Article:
I arrived in Halifax last night at 10:00 PM Atlantic Time. Another long day both in the air and at multiple airports had me feeling pretty tired. But I figured that tired feeling would quickly fade under the adrenalin rush from seeing my target bird – the Pink-footed Goose originally located by Eric Mills on Oct. 22. Those of you who actually saw the movie The Big Year know that this particular rarity has a prominent role in the plot. And speaking of the movie, several people have asked me to review it. I’ll leave that to the movie critics, but I will say that from the perspective of a Big Year competitor, I feel that the movie successfully captured the essence of a North American Big Year. The thrill, the heartbreak, the camaraderie formed with others met along that year-long road. I must also add that although Angelica Huston did a good job in capturing one side of Debi Shearwater, she missed the other side of Debi – the warmth and humor that’s there if you dig a little
Anyway, David Currie picked me up at the airport and invited me to stay the night with him and his lovely wife Louise. It was easy to catch a good night sleep and I awoke refreshed this morning and ready to chase. Dave and I arrived at Falmouth after a forty-minute drive and set up in the church parking lot opposite the field that the geese had been flocking to the last few days. Visibility was clear with the sun positioned directly behind us. After a couple of minutes we were joined by Rick Whitman and soon after John Robertson who lives five houses down the street and has been keeping taps on the Pink-footed recently. Curt McNeil then joined our group as well. The Canada Geese began to arrive in the fields around 8:30 AM. Everything seemed on course for a stress free morning. Almost immediately though, the geese deviated slightly from their previous routine. The majority of the geese began to land in a field a half mile further west than usual so Dave, John and I drove over to check it out. Rick held fort at the original location since there were a few landing there as well. No luck and then incoming geese slowed down. Dave thought we may have to check the Falmouth dike road, but we stopped back at John Robertson’s house first. Then several other small groups of Canada Geese began to filter in. Around 9:35 AM we spotted a distant group of fifteen geese flying towards us. As they approached Dave was on the Pink-footed quickly, followed immediately by Rick and John. Bingo! The Pink-footed Goose landed in the field in front of us 100 yards away.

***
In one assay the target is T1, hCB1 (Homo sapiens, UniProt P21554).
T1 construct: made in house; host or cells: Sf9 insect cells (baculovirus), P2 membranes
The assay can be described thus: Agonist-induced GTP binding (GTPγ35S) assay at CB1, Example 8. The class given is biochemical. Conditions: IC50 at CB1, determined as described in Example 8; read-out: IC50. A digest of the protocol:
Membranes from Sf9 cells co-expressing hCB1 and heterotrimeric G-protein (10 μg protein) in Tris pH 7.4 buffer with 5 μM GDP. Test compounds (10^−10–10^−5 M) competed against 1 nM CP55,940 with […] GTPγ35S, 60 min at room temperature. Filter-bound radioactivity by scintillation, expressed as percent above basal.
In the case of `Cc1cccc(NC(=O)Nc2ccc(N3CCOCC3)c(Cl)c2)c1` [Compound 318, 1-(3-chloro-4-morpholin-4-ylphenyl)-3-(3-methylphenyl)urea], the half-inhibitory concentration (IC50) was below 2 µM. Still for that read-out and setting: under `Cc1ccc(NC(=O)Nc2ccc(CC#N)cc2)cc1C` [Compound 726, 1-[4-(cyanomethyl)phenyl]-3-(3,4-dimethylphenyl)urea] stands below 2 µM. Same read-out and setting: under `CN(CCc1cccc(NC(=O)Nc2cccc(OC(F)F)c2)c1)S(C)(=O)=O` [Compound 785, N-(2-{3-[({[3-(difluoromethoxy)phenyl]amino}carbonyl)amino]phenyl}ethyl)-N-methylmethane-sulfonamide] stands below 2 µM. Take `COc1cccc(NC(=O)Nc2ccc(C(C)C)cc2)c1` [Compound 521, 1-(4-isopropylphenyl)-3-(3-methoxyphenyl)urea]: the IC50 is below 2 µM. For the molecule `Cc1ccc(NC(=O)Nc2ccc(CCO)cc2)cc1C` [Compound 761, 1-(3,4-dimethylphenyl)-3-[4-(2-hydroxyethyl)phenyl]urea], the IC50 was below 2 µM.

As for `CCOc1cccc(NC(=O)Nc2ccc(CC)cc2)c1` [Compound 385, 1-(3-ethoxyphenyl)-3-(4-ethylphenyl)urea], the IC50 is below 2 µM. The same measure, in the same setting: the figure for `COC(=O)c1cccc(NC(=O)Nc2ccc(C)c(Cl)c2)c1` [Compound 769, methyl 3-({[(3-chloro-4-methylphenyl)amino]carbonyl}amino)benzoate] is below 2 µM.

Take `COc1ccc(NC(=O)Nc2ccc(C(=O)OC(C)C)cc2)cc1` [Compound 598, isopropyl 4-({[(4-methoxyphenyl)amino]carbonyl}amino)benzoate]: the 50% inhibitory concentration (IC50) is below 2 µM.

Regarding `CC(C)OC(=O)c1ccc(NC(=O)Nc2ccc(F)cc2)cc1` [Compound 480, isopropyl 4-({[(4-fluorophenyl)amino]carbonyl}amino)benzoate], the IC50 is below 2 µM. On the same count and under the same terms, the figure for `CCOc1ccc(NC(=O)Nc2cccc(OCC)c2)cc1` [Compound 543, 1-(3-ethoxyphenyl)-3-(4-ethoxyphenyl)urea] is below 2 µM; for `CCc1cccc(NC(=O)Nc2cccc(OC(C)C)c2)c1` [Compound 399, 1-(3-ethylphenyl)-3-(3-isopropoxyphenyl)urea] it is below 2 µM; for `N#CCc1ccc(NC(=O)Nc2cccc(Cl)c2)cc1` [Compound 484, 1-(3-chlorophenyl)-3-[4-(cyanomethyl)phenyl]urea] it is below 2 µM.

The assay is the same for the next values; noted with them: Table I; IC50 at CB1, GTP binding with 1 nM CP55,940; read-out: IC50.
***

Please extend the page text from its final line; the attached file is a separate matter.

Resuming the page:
How good does that get? High fives were exchanged by all. I was ecstatic. A life goose and number 732 for the year! I’m sure they felt a wee bit relieved that my trip to Nova Scotia did not go in vain.
After our group disbanded, Dave and I birded Cape Sable Island where the best animal of the day was a Long-tailed Weasel crossing the road – a new mammal for my Quest for a Thousand! All in all a thoroughly enjoyable day. I’ve now moved ahead of Bob Ake into sole position of second place behind Sandy Komito’s 745 species. Tomorrow I fly to Boston to team up with Doug Koch and “Bland Liz” Southworth for a run at the Barnacle Goose. Stay tuned, it should be anything but dull.
A big thank you to Dave and Louise Currie for being gracious hosts, to Rick Whitman for getting this whole ball rolling and to John Robertson for keeping tabs on the goose and for hosting us in his front yard!!